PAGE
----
Cameron's playing for time. What use is a promise of a referendum some time in the next seven years, but only if the Tories win the next election. He might as well promise to have a referendum some time in the next seven years to bring back the death penalty, but only if the Tories win the next election.
In both cases, in a referendum, the public are likely to give the response he doesn't want. Neither does Miliband think any differently.
It's an empty political gesture and a fudge to prevent the electorate from having a fair say on whether or not to stay in.
At that election, vote UKIP and force the issue.
How would voting UKIP force the issue? It would take a massive and wholly improbably vote shift for them to get a single MP in Parliament in 2015 under our electoral system, let alone enough MPs to hold any kind of influence after the election. That may not be fair (it isn't), but it is the reality of the situation. They may win enough votes in some areas to cause a few Tory MPs to lose their seats, but given the Tories are the only party offering a referendum anyway, that's a self defeating outcome if a referendum is what you're truly after.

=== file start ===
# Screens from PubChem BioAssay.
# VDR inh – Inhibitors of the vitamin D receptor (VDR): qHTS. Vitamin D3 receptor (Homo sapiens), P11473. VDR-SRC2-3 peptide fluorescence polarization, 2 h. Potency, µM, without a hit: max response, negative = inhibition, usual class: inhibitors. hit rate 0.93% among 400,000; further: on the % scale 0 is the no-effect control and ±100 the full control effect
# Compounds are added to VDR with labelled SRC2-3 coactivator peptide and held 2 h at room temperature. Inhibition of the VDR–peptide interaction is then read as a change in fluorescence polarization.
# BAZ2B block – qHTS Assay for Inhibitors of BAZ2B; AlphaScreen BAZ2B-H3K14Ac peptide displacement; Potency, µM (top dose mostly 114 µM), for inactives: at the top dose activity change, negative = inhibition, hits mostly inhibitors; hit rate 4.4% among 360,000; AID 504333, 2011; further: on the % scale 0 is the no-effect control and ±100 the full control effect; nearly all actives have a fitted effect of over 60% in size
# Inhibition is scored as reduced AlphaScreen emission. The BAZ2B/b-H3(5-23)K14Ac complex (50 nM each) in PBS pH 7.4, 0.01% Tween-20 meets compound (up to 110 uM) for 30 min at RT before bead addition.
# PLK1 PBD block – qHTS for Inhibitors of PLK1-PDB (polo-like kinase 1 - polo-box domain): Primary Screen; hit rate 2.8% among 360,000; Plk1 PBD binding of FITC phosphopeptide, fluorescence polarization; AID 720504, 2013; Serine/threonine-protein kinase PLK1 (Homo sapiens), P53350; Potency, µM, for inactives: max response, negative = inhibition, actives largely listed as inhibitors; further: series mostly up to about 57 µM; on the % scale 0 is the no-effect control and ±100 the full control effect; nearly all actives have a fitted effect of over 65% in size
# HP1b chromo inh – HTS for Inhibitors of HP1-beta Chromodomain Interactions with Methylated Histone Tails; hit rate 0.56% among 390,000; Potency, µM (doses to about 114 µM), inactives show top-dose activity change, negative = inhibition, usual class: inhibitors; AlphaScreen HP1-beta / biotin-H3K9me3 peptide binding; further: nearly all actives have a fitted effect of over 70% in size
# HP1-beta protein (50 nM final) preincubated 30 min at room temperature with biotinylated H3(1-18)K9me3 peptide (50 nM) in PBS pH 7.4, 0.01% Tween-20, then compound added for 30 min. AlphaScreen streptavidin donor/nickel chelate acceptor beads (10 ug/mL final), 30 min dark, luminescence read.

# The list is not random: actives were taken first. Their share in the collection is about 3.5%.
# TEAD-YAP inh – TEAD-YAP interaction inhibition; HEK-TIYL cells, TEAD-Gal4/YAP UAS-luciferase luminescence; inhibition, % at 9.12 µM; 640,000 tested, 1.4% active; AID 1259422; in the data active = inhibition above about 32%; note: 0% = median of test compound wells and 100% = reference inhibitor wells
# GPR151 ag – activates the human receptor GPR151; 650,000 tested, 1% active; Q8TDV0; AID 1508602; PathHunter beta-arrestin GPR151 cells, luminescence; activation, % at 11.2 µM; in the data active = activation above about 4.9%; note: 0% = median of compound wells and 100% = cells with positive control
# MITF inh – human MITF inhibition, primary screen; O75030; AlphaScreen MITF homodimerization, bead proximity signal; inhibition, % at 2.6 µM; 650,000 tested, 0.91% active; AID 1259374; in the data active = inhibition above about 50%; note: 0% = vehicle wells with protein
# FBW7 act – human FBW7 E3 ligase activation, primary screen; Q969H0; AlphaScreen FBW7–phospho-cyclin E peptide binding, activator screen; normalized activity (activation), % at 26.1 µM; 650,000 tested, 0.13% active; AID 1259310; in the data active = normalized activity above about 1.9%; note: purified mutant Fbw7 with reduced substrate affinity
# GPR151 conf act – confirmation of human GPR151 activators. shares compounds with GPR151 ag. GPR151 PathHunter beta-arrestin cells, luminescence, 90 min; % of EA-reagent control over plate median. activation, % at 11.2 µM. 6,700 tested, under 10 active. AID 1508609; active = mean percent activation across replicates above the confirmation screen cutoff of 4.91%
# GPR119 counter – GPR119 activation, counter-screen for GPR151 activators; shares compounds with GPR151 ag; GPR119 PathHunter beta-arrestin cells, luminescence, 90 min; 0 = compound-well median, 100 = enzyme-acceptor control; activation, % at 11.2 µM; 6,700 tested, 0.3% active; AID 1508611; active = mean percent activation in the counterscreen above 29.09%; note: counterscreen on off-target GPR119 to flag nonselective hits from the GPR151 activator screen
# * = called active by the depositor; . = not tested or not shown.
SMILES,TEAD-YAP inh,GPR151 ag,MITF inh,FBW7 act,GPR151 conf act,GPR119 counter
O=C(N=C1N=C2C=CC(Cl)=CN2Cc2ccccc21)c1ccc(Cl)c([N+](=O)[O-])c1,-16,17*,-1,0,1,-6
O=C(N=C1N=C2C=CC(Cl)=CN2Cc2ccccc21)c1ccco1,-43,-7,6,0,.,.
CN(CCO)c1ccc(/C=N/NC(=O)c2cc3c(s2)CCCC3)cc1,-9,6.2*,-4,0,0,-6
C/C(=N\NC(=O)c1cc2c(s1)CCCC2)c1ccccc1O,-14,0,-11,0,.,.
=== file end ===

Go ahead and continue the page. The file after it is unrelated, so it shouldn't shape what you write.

David Cameron's biggest problem here is what would actually happen if he did
win the next election on the back of this referendum promise. The new influx of MPs that would give him his majority are likely to be on the right and anti-EU, adding to the sizeable number of such MPs already on his backbenches. Yet he has said he would personally campaign fiercely to stay in the EU when his referendum is held. Whatever the outcome of that referendum, he therefore cannot avoid splitting his party asunder and destroying his own premiership. If the result is to stay in, his rightwingers will blame him for their 'defeat' on the issue and seek to undermine him at every opportunity thus destabilising his government, as they did to John Major. If the vote is to leave, his leadership will be shorn of all credibility anyway and the battle for the succession will eclipse any kind of sensible policy making for the remainder of the Parliament.